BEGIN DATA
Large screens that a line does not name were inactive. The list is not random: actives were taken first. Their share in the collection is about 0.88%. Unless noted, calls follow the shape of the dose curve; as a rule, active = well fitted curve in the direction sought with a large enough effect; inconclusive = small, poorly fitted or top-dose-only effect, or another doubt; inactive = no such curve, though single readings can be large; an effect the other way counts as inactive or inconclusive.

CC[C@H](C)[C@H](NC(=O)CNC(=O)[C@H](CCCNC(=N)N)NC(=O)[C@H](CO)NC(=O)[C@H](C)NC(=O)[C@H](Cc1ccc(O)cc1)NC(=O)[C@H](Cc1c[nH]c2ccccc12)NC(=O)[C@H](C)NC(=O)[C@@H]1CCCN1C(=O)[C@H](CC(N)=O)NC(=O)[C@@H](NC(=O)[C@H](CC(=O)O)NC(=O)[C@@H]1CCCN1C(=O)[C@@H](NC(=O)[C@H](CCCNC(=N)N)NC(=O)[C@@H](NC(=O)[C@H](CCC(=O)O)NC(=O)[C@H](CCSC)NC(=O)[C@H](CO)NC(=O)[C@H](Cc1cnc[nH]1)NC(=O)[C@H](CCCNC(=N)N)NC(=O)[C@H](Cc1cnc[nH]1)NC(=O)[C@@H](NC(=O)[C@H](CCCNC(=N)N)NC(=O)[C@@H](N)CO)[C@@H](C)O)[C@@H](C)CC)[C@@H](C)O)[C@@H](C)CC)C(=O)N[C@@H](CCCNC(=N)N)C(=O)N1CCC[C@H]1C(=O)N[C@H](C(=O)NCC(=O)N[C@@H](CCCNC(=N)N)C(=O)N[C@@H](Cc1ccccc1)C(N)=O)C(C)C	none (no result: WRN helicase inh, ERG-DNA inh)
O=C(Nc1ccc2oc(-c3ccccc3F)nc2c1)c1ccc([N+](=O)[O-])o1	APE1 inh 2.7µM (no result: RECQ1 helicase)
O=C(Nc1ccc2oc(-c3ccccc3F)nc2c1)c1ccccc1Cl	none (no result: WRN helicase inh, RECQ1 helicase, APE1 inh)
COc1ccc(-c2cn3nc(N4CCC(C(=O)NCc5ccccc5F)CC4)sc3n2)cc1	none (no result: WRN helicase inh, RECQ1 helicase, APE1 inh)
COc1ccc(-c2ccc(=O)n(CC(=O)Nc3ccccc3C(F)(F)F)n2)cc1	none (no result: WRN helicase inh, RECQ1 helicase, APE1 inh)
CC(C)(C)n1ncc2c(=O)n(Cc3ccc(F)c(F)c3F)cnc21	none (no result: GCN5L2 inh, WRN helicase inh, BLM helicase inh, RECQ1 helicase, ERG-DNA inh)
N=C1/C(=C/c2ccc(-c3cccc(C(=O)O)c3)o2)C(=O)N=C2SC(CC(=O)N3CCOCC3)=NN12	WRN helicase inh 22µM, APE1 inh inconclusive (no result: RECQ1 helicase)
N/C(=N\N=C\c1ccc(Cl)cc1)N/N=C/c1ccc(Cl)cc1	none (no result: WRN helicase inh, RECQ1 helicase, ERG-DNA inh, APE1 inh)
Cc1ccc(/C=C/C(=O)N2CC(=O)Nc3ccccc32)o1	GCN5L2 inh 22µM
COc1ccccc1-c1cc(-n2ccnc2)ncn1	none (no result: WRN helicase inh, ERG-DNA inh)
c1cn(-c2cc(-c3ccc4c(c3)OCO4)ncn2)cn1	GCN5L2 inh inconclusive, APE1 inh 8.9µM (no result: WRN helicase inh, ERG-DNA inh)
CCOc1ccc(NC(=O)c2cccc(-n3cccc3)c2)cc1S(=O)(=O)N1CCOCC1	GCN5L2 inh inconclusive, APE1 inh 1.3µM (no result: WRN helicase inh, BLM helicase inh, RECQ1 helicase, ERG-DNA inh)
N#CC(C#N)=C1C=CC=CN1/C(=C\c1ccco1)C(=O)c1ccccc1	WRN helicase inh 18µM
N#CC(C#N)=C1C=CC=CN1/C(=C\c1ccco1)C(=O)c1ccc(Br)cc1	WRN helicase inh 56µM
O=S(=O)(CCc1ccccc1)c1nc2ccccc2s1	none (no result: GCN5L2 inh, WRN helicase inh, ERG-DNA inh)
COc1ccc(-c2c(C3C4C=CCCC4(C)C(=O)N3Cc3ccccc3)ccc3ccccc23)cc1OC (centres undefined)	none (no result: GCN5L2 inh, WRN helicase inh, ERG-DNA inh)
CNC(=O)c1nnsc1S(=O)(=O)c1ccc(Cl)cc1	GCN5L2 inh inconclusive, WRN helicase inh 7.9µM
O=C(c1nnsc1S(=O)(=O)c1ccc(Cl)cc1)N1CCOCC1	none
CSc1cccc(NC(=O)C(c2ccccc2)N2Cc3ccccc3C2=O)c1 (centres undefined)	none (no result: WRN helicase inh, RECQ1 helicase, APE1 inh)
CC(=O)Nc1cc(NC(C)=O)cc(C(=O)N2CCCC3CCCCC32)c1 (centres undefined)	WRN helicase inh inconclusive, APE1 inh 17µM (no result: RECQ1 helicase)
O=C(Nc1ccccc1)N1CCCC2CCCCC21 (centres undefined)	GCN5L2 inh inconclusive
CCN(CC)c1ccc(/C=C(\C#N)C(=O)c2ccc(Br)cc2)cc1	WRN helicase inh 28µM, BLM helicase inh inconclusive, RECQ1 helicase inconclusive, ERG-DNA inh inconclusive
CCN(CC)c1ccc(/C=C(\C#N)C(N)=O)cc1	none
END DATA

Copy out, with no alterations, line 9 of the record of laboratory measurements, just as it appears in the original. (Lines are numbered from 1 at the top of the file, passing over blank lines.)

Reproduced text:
N/C(=N\N=C\c1ccc(Cl)cc1)N/N=C/c1ccc(Cl)cc1	none (no result: WRN helicase inh, RECQ1 helicase, ERG-DNA inh, APE1 inh)